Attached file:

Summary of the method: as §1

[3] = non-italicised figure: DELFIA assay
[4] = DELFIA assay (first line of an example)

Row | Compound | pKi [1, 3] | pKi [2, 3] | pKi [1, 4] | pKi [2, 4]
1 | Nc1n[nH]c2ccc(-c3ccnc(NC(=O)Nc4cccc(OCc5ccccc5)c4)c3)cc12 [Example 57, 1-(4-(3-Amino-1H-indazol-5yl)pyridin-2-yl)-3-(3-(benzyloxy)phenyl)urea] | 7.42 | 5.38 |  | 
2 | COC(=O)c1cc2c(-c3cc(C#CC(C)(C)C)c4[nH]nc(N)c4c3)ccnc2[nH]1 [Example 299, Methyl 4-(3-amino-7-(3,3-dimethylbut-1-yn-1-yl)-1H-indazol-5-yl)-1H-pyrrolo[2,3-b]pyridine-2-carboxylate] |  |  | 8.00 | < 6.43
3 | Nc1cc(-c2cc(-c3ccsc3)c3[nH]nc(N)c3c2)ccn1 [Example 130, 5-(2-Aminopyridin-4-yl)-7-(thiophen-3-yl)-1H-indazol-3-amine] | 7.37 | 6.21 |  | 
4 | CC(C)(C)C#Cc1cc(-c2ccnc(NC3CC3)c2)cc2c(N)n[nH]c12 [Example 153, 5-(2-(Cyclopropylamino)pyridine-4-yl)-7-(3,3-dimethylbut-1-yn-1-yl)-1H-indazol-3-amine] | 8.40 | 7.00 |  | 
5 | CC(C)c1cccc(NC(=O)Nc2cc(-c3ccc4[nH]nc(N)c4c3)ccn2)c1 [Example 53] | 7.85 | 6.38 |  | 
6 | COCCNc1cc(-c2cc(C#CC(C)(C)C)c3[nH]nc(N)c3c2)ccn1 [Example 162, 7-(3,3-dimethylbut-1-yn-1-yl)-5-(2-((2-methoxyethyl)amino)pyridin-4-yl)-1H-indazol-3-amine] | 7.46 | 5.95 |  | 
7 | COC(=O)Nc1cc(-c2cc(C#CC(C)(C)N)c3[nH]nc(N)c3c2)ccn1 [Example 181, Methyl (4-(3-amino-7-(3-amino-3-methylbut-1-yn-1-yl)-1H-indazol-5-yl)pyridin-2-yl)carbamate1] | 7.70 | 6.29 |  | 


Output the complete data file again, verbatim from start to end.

Summary of the method: as §1

[3] = non-italicised figure: DELFIA assay
[4] = DELFIA assay (first line of an example)

Row | Compound | pKi [1, 3] | pKi [2, 3] | pKi [1, 4] | pKi [2, 4]
1 | Nc1n[nH]c2ccc(-c3ccnc(NC(=O)Nc4cccc(OCc5ccccc5)c4)c3)cc12 [Example 57, 1-(4-(3-Amino-1H-indazol-5yl)pyridin-2-yl)-3-(3-(benzyloxy)phenyl)urea] | 7.42 | 5.38 |  | 
2 | COC(=O)c1cc2c(-c3cc(C#CC(C)(C)C)c4[nH]nc(N)c4c3)ccnc2[nH]1 [Example 299, Methyl 4-(3-amino-7-(3,3-dimethylbut-1-yn-1-yl)-1H-indazol-5-yl)-1H-pyrrolo[2,3-b]pyridine-2-carboxylate] |  |  | 8.00 | < 6.43
3 | Nc1cc(-c2cc(-c3ccsc3)c3[nH]nc(N)c3c2)ccn1 [Example 130, 5-(2-Aminopyridin-4-yl)-7-(thiophen-3-yl)-1H-indazol-3-amine] | 7.37 | 6.21 |  | 
4 | CC(C)(C)C#Cc1cc(-c2ccnc(NC3CC3)c2)cc2c(N)n[nH]c12 [Example 153, 5-(2-(Cyclopropylamino)pyridine-4-yl)-7-(3,3-dimethylbut-1-yn-1-yl)-1H-indazol-3-amine] | 8.40 | 7.00 |  | 
5 | CC(C)c1cccc(NC(=O)Nc2cc(-c3ccc4[nH]nc(N)c4c3)ccn2)c1 [Example 53] | 7.85 | 6.38 |  | 
6 | COCCNc1cc(-c2cc(C#CC(C)(C)C)c3[nH]nc(N)c3c2)ccn1 [Example 162, 7-(3,3-dimethylbut-1-yn-1-yl)-5-(2-((2-methoxyethyl)amino)pyridin-4-yl)-1H-indazol-3-amine] | 7.46 | 5.95 |  | 
7 | COC(=O)Nc1cc(-c2cc(C#CC(C)(C)N)c3[nH]nc(N)c3c2)ccn1 [Example 181, Methyl (4-(3-amino-7-(3-amino-3-methylbut-1-yn-1-yl)-1H-indazol-5-yl)pyridin-2-yl)carbamate1] | 7.70 | 6.29 |  | 